Recent Posts
6 months ago 7

I get emails……  Whenever I do a  few days of gear entries I get two kinds of emails, “l love it, do more!!!!” and “I’m sick of gear blog entries!”  It’s o.k., no hard feelings, I understand, some folks love to talk gear, others don’t,  I take no offense!  I write articles about gear, because;  ( a.) it’s my blog, and ( b. ) I do like to talk gear, I’ve been doing it for a long, long time!  I do however agree with the statement in one email I got, the person quoted,  ”How much of difference does it make anyway!!!???” Truthfully, very little!  I’m shooting my best images in 45 years, but I could just as well be shooting them with a Nikon, Canon, Olympus, Panasonic, Pentax, Leica, etc, etc,!   I just like what I’m shooting now, that’s all….


We need cameras to make photographs, though art work in the form of images can be made with other devices.  Lynn Rogers makes wonderful images with a flatbed scanner.  It is however impossible to image everything with a scanner!  Yes cameras matter, and lenses and tripods and accessories, but not as much as you might think.  When I lecture I love to share an image and shock people with the technical details of t he image!


This image which I’m very happy with in all technical terms, was made with a Nikon P5000 Coolpix camera, a sub $500. point an shoot.  I’m fond of saying treat any camera like a “real” camera and it will give “real” results!


I think what I’m saying is that what Rod Planck said many years ago still holds true today, “Technique trumps equipment every time!”  So on that point I can fully agree with the gear heads and the don’t care for gear talk folks, in a sense you’re both right!  Whatever you use, use it to full advantage, have fun, and enjoy the craft!




the pilgrim

6 months, 1 week ago 13


Since Catherine Martin asked about the Fuji X100s I thought I might go forward with a little more about this extraordinary camera.  While the X100s has many wonderful features and performance parameters that makes it special, it not so much what it is capable of that makes me enjoy it, but what it makes me capable of!


The cameras doesn’t call attention to itself, it allows you to be in the moment and see and quickly capture that moment.  The image below is one of my favorites because of how much I love and appreciate the subject, and it would not have been captured if I had been struggling with controls when it happened.  It’s my partner in His Light, Jim Begley in old Baptist Missionary church in Cades Cove in the Great Smoky Mountains National Park.




This shot was a much more studied image off the tripod in Canonsburg Park, during last years Nashville event.  This monochrome shows the extreme quality of the 23mm lens on the X100s.



It’s the “always have it with you camera!”.  When Jim took me to visit a famous glass blowing artist he knew in Danville, Kentucky, I didn’t even take a “serious” camera.  I was wowed by his work and with the help of the X100s was able to carefully pull off some available light hand held work!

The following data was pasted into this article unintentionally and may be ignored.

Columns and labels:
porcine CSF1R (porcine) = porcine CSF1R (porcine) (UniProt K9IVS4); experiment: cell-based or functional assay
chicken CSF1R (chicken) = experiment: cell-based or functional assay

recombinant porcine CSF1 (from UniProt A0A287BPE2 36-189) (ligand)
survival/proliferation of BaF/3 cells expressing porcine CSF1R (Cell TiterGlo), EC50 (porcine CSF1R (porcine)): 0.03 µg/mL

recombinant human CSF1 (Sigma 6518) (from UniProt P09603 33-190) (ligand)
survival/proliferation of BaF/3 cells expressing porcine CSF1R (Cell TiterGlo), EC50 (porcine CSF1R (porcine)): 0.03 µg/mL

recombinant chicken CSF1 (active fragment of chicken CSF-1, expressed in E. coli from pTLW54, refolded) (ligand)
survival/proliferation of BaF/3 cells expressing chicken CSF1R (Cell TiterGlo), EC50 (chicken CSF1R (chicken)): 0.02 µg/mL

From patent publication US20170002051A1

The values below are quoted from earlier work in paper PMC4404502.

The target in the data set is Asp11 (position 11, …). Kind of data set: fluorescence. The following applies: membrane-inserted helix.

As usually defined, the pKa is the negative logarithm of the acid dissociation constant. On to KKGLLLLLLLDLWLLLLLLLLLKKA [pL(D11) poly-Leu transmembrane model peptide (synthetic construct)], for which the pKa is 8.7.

……..and another!



I’m an admitted “texture addict”, I see it everywhere I go, and when you can have a small compact camera capable of capturing it, well, that is a good thing!



When Jack Graham and I did a workshop out in Death Valley we visited the Rhyolite Mines Ghost Town, and I stumbled on some “Freaky” art, just had to shoot it, the monochrome out of the X100s was stunning!



At our lunch stop we had a surprise guest for our outdoor lunch, a burrow, gotta have a camera ready!  X100s!



How about capturing your friends in the field like Ted Thelin in Death Valley!  The X100s is a great “photograph your friends” camera!




The 35mm equiv. lens on the X100s is limiting at a place like Bad Water in Death Valley, but still very usable as evidenced below.



Sometimes when the light is magic at Zabriskie Point in Death Valley and all you have with you is the X100s, you just have to make do!



It’s more versatile than you would think, has quality to spare, and is my constant companion!



Want the tech info on it?  Read the DP Review article linked below!  They gave it their Gold Award 83% score, among the highest ever!




the pilgrim


There you go Catherine!



6 months, 1 week ago 32


If this is “My” perfect system how does that help you???!!!  Well, building a system is all about knowing who you are, what you like to shoot, and what suits you!  I’ve been working on my system for the last 45 years, and it has changed many, many, many times, call me fickle, but every change was because I learned something!  Since this is a teaching moment, let me walk you through the process:


1.  List the kinds of subjects you shoot.  If you shoot sports, or NASCAR, or dangerous reptiles, you’re going to need very specialized gear.  If you are a travel photographer you will want to have a smaller, lighter system, or if  you shoot nature you will want a system with a wide range of lens focal lengths and close-up gear!  Get the point, first step is;  know thyself!